6. Serve ravioli with a lightly seasoned marinara sauce or with an olive oil topping, such as onions and sun dried tomatoes sautéed in olive oil.

Finish with grated Parmesan cheese and perhaps a couple of grinds of black pepper. A Willamette Valley Pinot Noir would be the perfect complement. Another good choice would be Chardonnay.

Alaskan Clam Chowder

New England Style Clam Chowder garnished with a slice of lemon and salmon berry blossoms. All fruit blossoms are edible, and in addition to being beautiful, some are downright tasty.

These days, there seems to be a trend toward making New England Style Clam Chowders thicker and thicker. Unfortunately, to our taste, the thickness is achieved by adding lots of flour, resulting in a somewhat pasty if not downright bland bowl of soup. Our favorite chowders put clams and potatoes up front and emphasize flavor over thickness. We make both New England Style and Manhattan Style Clam Chowders in large pots, freezing the finished product in smaller containers and pulling them out on cold nights throughout the winter. While this is a great way to put to use all the razor clams we used to dig in Oregon and now dig in Alaska, it works well with other kinds of clams, too, as well as with canned clams such as the big, 51 ounce (3 pounds, 3 ounces) cans of SeaWatch chopped clams sold at Costco and other stores. The recipe is never the same twice. The one below is a recent version. One of the keys is to use not more than twice the potatoes, by weight, as clams.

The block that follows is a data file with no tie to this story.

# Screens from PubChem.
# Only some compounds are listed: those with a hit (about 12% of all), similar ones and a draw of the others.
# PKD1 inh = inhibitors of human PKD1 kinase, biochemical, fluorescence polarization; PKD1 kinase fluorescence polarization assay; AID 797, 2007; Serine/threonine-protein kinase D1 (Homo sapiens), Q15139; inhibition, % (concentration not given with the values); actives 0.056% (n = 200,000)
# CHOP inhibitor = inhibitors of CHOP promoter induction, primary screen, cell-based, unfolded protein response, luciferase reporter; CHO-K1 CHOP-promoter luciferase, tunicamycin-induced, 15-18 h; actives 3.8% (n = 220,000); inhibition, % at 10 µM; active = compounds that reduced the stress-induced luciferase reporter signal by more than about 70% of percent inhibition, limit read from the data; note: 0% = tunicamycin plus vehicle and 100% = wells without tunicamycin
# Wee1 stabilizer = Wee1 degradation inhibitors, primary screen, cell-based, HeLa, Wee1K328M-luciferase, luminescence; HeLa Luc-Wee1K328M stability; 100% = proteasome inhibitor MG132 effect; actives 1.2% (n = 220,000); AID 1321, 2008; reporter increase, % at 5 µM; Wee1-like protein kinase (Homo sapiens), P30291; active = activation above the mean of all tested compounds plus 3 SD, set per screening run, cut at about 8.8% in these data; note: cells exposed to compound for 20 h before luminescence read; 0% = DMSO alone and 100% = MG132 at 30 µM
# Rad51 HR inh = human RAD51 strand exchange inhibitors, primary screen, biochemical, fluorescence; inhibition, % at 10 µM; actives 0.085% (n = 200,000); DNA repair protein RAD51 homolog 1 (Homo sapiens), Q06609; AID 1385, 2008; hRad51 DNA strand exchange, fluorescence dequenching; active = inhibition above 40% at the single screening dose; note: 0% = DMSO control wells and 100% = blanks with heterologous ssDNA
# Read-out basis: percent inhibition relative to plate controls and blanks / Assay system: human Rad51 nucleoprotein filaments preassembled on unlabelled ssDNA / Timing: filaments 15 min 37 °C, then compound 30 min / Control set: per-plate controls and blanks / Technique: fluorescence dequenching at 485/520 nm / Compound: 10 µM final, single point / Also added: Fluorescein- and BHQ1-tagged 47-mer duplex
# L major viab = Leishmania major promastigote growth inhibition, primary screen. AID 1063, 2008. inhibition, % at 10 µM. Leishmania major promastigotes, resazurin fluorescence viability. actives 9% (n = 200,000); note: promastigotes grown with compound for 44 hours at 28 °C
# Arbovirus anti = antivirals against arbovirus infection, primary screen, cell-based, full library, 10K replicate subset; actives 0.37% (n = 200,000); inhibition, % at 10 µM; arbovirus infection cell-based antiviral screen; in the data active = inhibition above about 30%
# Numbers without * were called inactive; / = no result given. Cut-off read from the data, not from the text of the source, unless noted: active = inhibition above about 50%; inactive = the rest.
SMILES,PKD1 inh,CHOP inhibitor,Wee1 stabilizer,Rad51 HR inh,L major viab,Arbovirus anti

Up here in bush Alaska, many of the communities are “dry” and I can’t use one of my favorite ingredients–sherry. If I could, I would add about a 1/4 cup of a quality dry sherry such as Dry Sack.